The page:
Corey Cunningham is one of those artists who has popped up on RSTB so often it seems silly he’s just now finding his way to Hidden Gems. With great releases from Terry Malts and Business of Dreams packed in his catalog he’s making a mark on 2018 with the sophomore release from Smokescreens, a collaboration with Chris Rosi of Plateaus. The through line in all of Cunningham’s work has been an effervescent brand of pop that bubbles to the surface over and over again. As such, I wondered what records he’d been harboring in his sphere of influences. Corey’s picked one more hidden than most in this series, the 1988 small press LP from Tom Diabo.
Diving into how this obscurity came into his life, Cunningham recounts the familiar rabbit hole of blog scrounging, “I had been trying to find information about a band called Blissed Out Fatalists that I was doing a reissue for,” he tells. “At that time there was one website (someone’s personal music blog) that had posted the Blissed Out Fatalists stuff, so I wrote the guy and while I was waiting for a reply I saw that he had also posted Dark Star by Tom Diabo. I gave it a listen and instantly fell in love with how personal and minimal it was. It took me a year or two to actually find out who Tom Diabo was. I had written the guy from the German label that had originally released the LP in 1988 and I didn’t get a reply.”
“Eventually, Cunningham recalls, “I found someone who knew the guy who ran the German label. It turned out that the guy from the label had died, and not only that, he’d died the day I’d written him to find out about the record. Diabo, he told me, was also deceased and the album was actually a posthumous collection of demos. Tom had gotten a brain tumor in the early 80s and used his 2-track tape machine setup to get his coordination back after the surgery to remove it had left him disabled. He’d do one track of bass and drum machine, then do guitar and vocals on the other track. Eventually the cancer returned and Tom passed away in 1988.”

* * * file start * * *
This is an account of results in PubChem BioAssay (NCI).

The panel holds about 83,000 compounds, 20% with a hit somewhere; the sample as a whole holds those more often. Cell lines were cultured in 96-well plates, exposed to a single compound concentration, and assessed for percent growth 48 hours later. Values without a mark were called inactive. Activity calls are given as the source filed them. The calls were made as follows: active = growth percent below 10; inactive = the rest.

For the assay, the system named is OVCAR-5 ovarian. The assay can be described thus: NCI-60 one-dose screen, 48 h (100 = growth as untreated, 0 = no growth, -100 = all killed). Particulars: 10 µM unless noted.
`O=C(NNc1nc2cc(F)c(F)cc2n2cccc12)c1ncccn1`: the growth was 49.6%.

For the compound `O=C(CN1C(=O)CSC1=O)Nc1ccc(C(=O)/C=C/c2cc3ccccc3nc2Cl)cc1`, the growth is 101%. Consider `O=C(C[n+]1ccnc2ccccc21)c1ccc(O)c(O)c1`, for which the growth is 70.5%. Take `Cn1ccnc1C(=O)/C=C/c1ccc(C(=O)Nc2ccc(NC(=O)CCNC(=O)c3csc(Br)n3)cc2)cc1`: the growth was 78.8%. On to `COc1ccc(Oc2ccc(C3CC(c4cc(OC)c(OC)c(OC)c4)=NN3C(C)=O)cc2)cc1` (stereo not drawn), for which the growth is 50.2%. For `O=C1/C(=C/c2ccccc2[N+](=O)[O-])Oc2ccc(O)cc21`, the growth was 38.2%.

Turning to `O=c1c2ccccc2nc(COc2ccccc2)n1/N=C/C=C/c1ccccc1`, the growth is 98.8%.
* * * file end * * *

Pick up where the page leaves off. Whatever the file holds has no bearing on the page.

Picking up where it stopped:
On how the record has affected his own works, Corey expounds, “The guy I talked to didn’t know too much about Tom but he put me in touch with Tom’s girlfriend from the 80’s who really helped us a lot with photos and unreleased tracks that were crucial when I later reissued the album. When Terry Malts toured Europe a couple of years ago I got to meet Flora (Tom’s girlfriend) in person and it was a really special moment that I’ll never forget. Beyond the impact the reissue had on me, the music was also inspiring because of the way Tom opens up on that album. He’s clearly grappling with some heavy existential questions and the willingness to be that vulnerable in song was really an epiphany for me. I used to have real hang-ups about writing very obvious and personal music but Tom really showed me that exorcising your anxieties through music can be a powerful thing.”
If you’re unfamiliar, as I’m willing to bet many are, the reissue that Corey discusses is still in print on Body Double along with some other great obscurities by the aforementioned Blissed Out Fatalists, Half Church and Philip Perkins. And if you’ve yet to jump on Terry Malts, Business of Dreams or that new Smokescreens, its about time. All are recommended.
Support the artist. Buy it HERE.